The Aimwell School was founded in 1796 by Anne Parrish for the purpose of providing “a good English education” for poor girls. The collection includes minute books, financial documents, and photographs.
The collection includes letters of Mary Cope to her children, often with lots of advice. Anna and Francis Cope's letters often discuss their children and the children's health. Letters of Rachel Cope Evans also deal with her children's health.
Correspondence between Henry Drinker and his wife Elizabeth during his exile from the Philadelphia area during the Revolutionary War. Drinker often writes about how hard it is to be separated from his family and his children.
Records of a boarding school run by the Society of Friends from 1852 to 1938 in Cattaraugus County, New York. See especially sections AA47-68, although letters in the proceeding part of the collection also deal with the school.
This collection is composed of the single, handwritten diary of Rachel Scattergood, for the year 1840. The first ten pages of this volume provide descriptions of Scattergood's parents, and her earliest years of childhood. As Scattergood is writing at the age of eight to nine years old, her diary provides an insight into childhood, particularly Quaker childhood, during the nineteenth century. Her diary entries revolve around her school activities and lessons, descriptions of her interactions with her parents, and often express guilt over her disobedient behavior.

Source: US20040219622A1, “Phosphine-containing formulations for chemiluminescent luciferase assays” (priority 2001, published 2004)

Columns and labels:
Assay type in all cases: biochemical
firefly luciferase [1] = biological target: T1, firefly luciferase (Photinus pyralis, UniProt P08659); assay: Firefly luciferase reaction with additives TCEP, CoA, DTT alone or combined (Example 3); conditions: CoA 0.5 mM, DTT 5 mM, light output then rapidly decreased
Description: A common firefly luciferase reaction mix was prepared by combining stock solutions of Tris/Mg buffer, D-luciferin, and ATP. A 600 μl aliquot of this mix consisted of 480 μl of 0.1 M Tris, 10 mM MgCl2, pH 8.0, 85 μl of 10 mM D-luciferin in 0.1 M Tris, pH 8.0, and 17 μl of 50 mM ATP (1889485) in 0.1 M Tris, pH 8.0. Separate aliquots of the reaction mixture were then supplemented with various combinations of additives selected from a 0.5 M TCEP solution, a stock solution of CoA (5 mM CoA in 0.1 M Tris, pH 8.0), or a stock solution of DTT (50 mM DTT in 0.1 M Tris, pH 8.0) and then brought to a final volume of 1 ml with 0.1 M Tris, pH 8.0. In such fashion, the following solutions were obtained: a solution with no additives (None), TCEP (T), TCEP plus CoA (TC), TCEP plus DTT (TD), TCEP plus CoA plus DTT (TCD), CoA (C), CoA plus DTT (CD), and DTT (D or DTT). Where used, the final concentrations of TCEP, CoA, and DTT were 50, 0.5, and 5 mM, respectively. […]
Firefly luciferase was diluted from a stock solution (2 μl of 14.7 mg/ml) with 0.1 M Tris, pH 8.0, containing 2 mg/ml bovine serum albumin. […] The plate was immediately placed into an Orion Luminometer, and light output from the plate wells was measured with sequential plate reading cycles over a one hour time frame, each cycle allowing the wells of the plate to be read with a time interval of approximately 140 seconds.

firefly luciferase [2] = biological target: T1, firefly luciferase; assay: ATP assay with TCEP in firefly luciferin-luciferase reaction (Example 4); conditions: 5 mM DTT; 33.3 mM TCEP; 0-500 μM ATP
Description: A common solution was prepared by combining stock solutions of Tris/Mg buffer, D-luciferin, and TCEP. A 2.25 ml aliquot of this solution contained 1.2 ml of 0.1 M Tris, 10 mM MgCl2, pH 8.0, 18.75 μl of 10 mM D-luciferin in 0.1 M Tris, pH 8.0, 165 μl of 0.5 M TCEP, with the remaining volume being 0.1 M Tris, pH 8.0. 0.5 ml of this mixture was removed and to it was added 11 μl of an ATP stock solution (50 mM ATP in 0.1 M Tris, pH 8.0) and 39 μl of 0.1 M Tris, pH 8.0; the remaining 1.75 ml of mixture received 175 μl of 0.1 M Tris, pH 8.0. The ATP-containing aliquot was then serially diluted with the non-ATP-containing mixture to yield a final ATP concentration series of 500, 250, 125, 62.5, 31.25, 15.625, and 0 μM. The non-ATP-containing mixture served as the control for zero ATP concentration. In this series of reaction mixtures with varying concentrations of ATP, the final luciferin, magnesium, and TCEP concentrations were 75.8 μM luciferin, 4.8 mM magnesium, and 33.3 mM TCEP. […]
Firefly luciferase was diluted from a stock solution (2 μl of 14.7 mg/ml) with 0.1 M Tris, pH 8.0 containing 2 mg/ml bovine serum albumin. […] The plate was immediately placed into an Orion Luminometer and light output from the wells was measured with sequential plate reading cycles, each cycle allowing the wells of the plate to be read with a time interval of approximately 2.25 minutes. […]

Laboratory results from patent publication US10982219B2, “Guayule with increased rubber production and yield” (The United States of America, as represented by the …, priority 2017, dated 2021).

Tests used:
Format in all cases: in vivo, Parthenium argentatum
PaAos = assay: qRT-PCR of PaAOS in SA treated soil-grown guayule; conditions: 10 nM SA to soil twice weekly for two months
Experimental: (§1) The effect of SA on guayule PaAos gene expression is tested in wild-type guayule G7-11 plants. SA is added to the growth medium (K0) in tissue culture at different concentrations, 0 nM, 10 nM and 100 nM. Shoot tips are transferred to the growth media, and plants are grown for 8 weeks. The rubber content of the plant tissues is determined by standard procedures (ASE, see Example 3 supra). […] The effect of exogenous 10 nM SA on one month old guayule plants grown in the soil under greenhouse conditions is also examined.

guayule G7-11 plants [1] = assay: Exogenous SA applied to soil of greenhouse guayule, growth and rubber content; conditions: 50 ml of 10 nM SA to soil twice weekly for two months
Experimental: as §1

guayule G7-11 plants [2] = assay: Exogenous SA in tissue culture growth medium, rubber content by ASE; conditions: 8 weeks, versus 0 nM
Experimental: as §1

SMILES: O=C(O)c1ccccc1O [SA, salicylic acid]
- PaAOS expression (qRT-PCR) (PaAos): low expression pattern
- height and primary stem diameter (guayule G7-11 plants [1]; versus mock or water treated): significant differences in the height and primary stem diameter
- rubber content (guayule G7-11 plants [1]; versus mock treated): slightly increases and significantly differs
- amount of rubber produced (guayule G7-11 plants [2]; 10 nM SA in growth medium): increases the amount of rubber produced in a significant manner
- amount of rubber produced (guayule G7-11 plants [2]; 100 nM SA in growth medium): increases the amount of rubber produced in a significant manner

This collection is comprised of the single volume copy book of Catherine Morris. The volume includes a list of place names, religious and moral quotations, and an acrostic poem of the alphabet, which were used by Morris to practice her handwriting. The end of the volume also includes different text styles, which were labeled as Square text, Roman print, German text, and Italic print.
This collection consists of 15 volumes of Katherine Paxson’s journals. Included inside the journals are pamphlets from Lansdowne Meeting, to-do lists, descriptions of dreams, and excerpts of poems. Entries describe Quaker meetings, prayers and religious reflection, attendance at writing conferences and workshops, as well as visits with family and friends, and daily housework, including preparations for holidays and meal preparation.
You can find more images (especially photographs) from our collection by searching or browsing Triarte, our fine arts database.
"The invalid's oracle: containing peptic precepts, pointing out agreeable and effectual methods to prevent and relieve indigestion, and to regulate and strengthen the action of the stomach and bowels ... To which is added, The pleasure of making a will." Published 1828.
This collection includes 43 original, bound, handwritten volumes of Joshua Baily’s personal diaries, spanning the majority of his adult life, though diaries for the years 1857-1878 are missing. In his old age, Baily’s focus shifts to news of his family. Two volumes, for the years 1879 and 1880, are the diaries of Joshua Baily’s wife, Theodate Lang Baily.
This collection is composed of 45 handwritten, bound volumes of the diaries of Jacob R. Elfreth, Sr. The majority of entries detail family news, births, deaths, and marriages within the Quaker community, Quaker meetings, and Elfreth's work with the Leigh Navigation Company.
This collection is composed of 64 volumes of the bound, handwritten diaries of Jacob R. Elfreth, Jr. The majority of entries detail day-to day activities; family news, news of Elfreth's carpet business, attendance at Quaker meetings, social calls, accounts of weather, and births, deaths, and marriages within the Quaker community.
This collection includes a variety of diaries of the Lloyd family, including three anonymous diaries, one diary written by Mary Ann Lloyd, one by Sarah Lloyd, and one by Susan Lloyd. Diary entries are generally related to religion, Quaker meetings, and social calls. Some volumes includes extracts or poetry. Includes a notebook of Susan Lloyd titled "A Companion in Sickness" with many quotations about dealing with ill health.